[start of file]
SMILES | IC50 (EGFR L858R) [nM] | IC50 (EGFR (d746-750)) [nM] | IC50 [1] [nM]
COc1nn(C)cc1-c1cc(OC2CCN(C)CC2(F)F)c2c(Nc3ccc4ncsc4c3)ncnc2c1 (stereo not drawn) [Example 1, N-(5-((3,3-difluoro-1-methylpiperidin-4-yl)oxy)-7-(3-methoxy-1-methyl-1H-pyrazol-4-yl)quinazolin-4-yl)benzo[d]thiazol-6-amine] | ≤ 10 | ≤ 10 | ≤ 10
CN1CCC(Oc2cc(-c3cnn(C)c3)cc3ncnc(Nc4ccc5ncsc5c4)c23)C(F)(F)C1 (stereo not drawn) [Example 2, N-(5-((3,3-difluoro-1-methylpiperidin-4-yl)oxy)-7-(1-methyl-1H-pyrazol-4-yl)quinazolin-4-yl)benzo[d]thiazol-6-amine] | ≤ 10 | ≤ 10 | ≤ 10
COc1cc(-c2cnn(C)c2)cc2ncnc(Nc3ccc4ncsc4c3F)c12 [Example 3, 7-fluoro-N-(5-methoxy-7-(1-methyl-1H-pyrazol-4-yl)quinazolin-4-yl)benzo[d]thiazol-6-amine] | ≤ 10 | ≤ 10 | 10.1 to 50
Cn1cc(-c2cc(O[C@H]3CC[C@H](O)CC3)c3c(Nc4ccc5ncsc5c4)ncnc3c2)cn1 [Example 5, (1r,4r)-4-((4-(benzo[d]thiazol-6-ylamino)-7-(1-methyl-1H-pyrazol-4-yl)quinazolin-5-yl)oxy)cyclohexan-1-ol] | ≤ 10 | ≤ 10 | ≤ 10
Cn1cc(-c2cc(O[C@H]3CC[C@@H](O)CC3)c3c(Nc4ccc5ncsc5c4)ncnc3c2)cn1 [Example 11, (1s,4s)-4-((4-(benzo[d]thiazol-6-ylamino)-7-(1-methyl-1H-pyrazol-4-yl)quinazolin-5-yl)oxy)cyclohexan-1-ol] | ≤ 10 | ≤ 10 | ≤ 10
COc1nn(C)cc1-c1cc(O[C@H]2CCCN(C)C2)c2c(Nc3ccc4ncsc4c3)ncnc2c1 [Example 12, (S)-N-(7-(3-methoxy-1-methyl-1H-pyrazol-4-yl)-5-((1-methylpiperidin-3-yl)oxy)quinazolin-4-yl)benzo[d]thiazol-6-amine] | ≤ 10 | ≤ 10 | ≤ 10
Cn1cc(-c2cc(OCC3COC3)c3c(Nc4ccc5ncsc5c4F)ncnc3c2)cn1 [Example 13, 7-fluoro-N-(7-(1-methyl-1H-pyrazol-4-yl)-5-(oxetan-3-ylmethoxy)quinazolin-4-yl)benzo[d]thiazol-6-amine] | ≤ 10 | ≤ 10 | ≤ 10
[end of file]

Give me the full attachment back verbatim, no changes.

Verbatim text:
SMILES | IC50 (EGFR L858R) [nM] | IC50 (EGFR (d746-750)) [nM] | IC50 [1] [nM]
COc1nn(C)cc1-c1cc(OC2CCN(C)CC2(F)F)c2c(Nc3ccc4ncsc4c3)ncnc2c1 (stereo not drawn) [Example 1, N-(5-((3,3-difluoro-1-methylpiperidin-4-yl)oxy)-7-(3-methoxy-1-methyl-1H-pyrazol-4-yl)quinazolin-4-yl)benzo[d]thiazol-6-amine] | ≤ 10 | ≤ 10 | ≤ 10
CN1CCC(Oc2cc(-c3cnn(C)c3)cc3ncnc(Nc4ccc5ncsc5c4)c23)C(F)(F)C1 (stereo not drawn) [Example 2, N-(5-((3,3-difluoro-1-methylpiperidin-4-yl)oxy)-7-(1-methyl-1H-pyrazol-4-yl)quinazolin-4-yl)benzo[d]thiazol-6-amine] | ≤ 10 | ≤ 10 | ≤ 10
COc1cc(-c2cnn(C)c2)cc2ncnc(Nc3ccc4ncsc4c3F)c12 [Example 3, 7-fluoro-N-(5-methoxy-7-(1-methyl-1H-pyrazol-4-yl)quinazolin-4-yl)benzo[d]thiazol-6-amine] | ≤ 10 | ≤ 10 | 10.1 to 50
Cn1cc(-c2cc(O[C@H]3CC[C@H](O)CC3)c3c(Nc4ccc5ncsc5c4)ncnc3c2)cn1 [Example 5, (1r,4r)-4-((4-(benzo[d]thiazol-6-ylamino)-7-(1-methyl-1H-pyrazol-4-yl)quinazolin-5-yl)oxy)cyclohexan-1-ol] | ≤ 10 | ≤ 10 | ≤ 10
Cn1cc(-c2cc(O[C@H]3CC[C@@H](O)CC3)c3c(Nc4ccc5ncsc5c4)ncnc3c2)cn1 [Example 11, (1s,4s)-4-((4-(benzo[d]thiazol-6-ylamino)-7-(1-methyl-1H-pyrazol-4-yl)quinazolin-5-yl)oxy)cyclohexan-1-ol] | ≤ 10 | ≤ 10 | ≤ 10
COc1nn(C)cc1-c1cc(O[C@H]2CCCN(C)C2)c2c(Nc3ccc4ncsc4c3)ncnc2c1 [Example 12, (S)-N-(7-(3-methoxy-1-methyl-1H-pyrazol-4-yl)-5-((1-methylpiperidin-3-yl)oxy)quinazolin-4-yl)benzo[d]thiazol-6-amine] | ≤ 10 | ≤ 10 | ≤ 10
Cn1cc(-c2cc(OCC3COC3)c3c(Nc4ccc5ncsc5c4F)ncnc3c2)cn1 [Example 13, 7-fluoro-N-(7-(1-methyl-1H-pyrazol-4-yl)-5-(oxetan-3-ylmethoxy)quinazolin-4-yl)benzo[d]thiazol-6-amine] | ≤ 10 | ≤ 10 | ≤ 10